The story: how Carbonara was born
The Carbonara recipe began to appear in 1944. It is said that American soldiers, during the Second World War, tasted the “cacio e ova” pasta from Abruzzo prepared by the charcoal burners (carbonari in Roman dialect) in the L’Aquila area and from here the name “carbonara”.
From there, adding the guanciale came almost naturally, even for the area where the recipe was made.
The recipe soon spread to Rome, which made it its own, adopted it to all intents and purposes, making it “a legend”.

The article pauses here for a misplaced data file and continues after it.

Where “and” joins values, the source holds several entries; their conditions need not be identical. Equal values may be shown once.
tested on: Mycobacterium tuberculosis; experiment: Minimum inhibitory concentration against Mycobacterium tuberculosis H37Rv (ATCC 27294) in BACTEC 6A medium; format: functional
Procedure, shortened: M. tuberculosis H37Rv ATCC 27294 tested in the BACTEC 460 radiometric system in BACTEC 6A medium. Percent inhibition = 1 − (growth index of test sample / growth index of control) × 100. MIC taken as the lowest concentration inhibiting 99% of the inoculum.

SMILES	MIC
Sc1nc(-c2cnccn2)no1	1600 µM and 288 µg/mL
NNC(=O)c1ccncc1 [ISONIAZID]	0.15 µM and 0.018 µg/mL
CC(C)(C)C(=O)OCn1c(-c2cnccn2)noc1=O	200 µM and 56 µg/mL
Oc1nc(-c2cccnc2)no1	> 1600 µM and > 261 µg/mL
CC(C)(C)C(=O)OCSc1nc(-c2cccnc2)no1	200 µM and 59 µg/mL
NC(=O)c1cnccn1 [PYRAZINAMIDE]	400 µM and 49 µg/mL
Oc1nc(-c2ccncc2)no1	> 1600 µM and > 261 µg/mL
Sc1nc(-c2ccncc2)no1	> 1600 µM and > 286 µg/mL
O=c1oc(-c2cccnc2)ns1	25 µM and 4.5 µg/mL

The secrets for a good carbonara
The secret to the success of a carbonara lies in the choice of ingredients. According to the original recipe, we start with the guanciale, which should be cut into strips that are neither too thin nor too thick.
We then move on to the eggs, of which it is important to use only fresh egg yolks (one each for each diner, plus one for the pan).
Then the cheese: no Grana or Parmesan, the real carbonara requires Pecorino Romano DOP, black pepper, better if in grains and freshly ground.